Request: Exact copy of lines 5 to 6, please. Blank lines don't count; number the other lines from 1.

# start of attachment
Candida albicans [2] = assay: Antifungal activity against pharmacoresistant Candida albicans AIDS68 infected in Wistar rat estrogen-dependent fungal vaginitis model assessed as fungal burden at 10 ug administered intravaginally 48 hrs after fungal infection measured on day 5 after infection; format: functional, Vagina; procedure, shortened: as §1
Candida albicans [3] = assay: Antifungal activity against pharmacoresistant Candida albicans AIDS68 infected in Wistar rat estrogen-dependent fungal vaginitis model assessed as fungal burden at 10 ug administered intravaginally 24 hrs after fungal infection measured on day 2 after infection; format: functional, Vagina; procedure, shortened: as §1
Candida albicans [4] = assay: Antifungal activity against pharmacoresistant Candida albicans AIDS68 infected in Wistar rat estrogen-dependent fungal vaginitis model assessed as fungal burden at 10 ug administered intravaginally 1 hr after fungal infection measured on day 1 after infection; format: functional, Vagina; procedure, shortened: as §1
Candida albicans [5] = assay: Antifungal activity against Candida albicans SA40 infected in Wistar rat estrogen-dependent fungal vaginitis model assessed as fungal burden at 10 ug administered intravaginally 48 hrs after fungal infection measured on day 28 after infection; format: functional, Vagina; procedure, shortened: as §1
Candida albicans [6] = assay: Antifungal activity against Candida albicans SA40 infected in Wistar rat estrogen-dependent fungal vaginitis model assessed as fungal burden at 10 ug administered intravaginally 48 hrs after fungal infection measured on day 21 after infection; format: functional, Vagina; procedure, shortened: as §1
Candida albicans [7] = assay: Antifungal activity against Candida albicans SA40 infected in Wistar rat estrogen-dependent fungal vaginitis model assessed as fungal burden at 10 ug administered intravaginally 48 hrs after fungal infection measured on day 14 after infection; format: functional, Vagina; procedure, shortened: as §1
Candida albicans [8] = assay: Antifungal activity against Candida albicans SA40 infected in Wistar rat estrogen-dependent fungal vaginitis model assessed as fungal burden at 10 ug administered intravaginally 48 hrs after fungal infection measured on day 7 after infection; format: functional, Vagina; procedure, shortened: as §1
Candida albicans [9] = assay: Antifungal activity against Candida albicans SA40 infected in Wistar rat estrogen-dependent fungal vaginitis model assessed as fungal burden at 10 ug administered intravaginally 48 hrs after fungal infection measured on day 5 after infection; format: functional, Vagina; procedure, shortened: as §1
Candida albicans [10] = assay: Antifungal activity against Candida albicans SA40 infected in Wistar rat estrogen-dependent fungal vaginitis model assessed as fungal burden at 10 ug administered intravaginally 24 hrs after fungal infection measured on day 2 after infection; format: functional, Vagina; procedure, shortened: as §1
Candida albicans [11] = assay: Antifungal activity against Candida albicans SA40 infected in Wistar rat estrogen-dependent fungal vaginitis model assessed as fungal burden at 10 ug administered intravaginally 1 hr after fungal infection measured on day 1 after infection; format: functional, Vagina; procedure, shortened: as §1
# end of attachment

Candida albicans [6] = assay: Antifungal activity against Candida albicans SA40 infected in Wistar rat estrogen-dependent fungal vaginitis model assessed as fungal burden at 10 ug administered intravaginally 48 hrs after fungal infection measured on day 21 after infection; format: functional, Vagina; procedure, shortened: as §1
Candida albicans [7] = assay: Antifungal activity against Candida albicans SA40 infected in Wistar rat estrogen-dependent fungal vaginitis model assessed as fungal burden at 10 ug administered intravaginally 48 hrs after fungal infection measured on day 14 after infection; format: functional, Vagina; procedure, shortened: as §1